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Re: Why is wind against current a problem?

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In my example a mean to say there is a NET 4 kt difference in apparent wind speed over the surface of the water. The Gulf stream is about 2kt. So, with my numbers a 20 kt wind out of the north would be 22 kt over the surface of the water. If the wind was out of the south, then this would be 18 kt over the surface of the water. However, the difference between 22 kt and 18 kt does not account for how nasty the water would be if out of the north. Thus my problem with being stuck thinking of this as a frame of reference scenario.

Even at 2 knots, the energy the wind can impart on the water still increases by 50% in the 20 kn scenario. Regarding frame of reference, hitting waves with vertical faces is a lot more "interesting" than hitting waves of the same height with a more gradual "angle of approach". Also, in many locations fast currents are generated by the shape of the sea floor and/or by waters being constrained by land which does other interesting things to wave shape when the effects of refraction and diffraction of waves is considered.
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Re: Why is wind against current a problem?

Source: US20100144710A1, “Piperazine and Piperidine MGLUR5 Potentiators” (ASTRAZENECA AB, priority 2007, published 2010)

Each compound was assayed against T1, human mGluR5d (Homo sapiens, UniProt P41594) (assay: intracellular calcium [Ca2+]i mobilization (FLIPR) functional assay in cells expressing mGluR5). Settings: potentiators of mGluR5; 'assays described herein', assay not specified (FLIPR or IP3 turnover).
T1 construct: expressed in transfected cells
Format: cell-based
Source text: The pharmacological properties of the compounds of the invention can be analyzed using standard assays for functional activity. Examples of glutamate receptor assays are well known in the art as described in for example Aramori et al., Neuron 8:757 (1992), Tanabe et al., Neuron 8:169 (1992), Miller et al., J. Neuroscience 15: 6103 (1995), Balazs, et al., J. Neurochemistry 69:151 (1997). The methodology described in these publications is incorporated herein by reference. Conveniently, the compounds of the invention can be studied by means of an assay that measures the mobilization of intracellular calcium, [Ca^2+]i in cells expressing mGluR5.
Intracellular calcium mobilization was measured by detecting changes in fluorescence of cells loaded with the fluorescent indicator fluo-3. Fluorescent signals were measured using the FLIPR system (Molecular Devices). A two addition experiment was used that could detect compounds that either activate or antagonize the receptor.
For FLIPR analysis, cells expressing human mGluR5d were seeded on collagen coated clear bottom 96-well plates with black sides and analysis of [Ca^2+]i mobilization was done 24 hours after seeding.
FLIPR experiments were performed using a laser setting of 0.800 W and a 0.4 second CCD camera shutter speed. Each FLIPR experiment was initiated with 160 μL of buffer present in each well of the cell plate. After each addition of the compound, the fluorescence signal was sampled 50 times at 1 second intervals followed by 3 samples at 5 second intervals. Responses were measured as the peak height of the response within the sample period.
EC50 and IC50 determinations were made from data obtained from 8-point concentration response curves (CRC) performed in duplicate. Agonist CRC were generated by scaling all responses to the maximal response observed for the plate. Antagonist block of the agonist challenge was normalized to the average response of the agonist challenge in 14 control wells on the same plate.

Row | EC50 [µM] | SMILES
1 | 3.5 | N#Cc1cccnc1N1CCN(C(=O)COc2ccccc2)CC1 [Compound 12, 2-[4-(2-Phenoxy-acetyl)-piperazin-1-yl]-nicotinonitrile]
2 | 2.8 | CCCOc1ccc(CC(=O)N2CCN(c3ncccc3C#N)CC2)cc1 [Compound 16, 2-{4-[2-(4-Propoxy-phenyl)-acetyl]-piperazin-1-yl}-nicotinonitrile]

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Originally Posted by Barquito View Post
In my example a mean to say there is a NET 4 kt difference in apparent wind speed over the surface of the water. The Gulf stream is about 2kt. So, with my numbers a 20 kt wind out of the north would be 22 kt over the surface of the water. If the wind was out of the south, then this would be 18 kt over the surface of the water. However, the difference between 22 kt and 18 kt does not account for how nasty the water would be if out of the north. Thus my problem with being stuck thinking of this as a frame of reference scenario.
I think the physics is just more complex than simply measuring the force of one type of energy against the force of another. You may just have to trust the word of people who have sailed in it.

There have been enough accounts on here, by experienced sailors who have sailed the Gulf Stream when a wind is blowing counter to it, and they have reported very rough seas. For whatever the reason, it is real.